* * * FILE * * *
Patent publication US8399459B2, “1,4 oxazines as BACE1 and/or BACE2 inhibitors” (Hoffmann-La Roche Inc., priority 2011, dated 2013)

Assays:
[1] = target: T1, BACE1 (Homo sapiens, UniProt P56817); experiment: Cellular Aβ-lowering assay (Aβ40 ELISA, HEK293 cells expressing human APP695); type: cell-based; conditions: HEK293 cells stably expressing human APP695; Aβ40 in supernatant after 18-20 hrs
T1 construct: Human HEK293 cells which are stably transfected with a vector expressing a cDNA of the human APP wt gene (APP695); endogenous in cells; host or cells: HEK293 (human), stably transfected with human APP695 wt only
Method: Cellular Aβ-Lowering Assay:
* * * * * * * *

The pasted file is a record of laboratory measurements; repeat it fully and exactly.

Patent publication US8399459B2, “1,4 oxazines as BACE1 and/or BACE2 inhibitors” (Hoffmann-La Roche Inc., priority 2011, dated 2013)

Assays:
[1] = target: T1, BACE1 (Homo sapiens, UniProt P56817); experiment: Cellular Aβ-lowering assay (Aβ40 ELISA, HEK293 cells expressing human APP695); type: cell-based; conditions: HEK293 cells stably expressing human APP695; Aβ40 in supernatant after 18-20 hrs
T1 construct: Human HEK293 cells which are stably transfected with a vector expressing a cDNA of the human APP wt gene (APP695); endogenous in cells; host or cells: HEK293 (human), stably transfected with human APP695 wt only
Method: Cellular Aβ-Lowering Assay: